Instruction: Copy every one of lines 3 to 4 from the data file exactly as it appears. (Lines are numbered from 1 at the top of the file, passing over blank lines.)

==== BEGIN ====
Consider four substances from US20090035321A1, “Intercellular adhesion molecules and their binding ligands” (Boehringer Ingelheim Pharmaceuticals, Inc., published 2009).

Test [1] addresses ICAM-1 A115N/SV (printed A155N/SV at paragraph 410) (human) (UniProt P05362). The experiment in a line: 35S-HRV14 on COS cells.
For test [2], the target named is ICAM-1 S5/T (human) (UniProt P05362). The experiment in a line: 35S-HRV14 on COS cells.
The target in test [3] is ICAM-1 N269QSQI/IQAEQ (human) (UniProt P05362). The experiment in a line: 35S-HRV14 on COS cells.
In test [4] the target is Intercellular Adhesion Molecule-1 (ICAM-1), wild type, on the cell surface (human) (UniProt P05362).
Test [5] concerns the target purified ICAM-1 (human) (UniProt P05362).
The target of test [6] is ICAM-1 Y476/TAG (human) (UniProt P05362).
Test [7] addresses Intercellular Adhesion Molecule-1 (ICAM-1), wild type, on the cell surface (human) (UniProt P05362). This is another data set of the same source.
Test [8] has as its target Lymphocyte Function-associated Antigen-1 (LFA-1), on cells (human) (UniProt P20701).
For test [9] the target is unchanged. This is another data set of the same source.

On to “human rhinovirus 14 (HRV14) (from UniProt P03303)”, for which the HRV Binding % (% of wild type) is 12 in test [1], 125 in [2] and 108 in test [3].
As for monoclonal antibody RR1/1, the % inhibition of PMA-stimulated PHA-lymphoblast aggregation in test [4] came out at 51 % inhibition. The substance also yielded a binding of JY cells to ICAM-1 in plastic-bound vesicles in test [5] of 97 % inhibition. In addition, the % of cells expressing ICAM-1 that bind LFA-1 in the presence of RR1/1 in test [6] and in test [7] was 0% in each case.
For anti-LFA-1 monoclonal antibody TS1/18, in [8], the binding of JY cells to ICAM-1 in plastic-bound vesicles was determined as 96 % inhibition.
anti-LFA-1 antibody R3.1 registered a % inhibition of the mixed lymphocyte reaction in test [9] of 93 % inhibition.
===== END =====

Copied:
For test [2], the target named is ICAM-1 S5/T (human) (UniProt P05362). The experiment in a line: 35S-HRV14 on COS cells.
The target in test [3] is ICAM-1 N269QSQI/IQAEQ (human) (UniProt P05362). The experiment in a line: 35S-HRV14 on COS cells.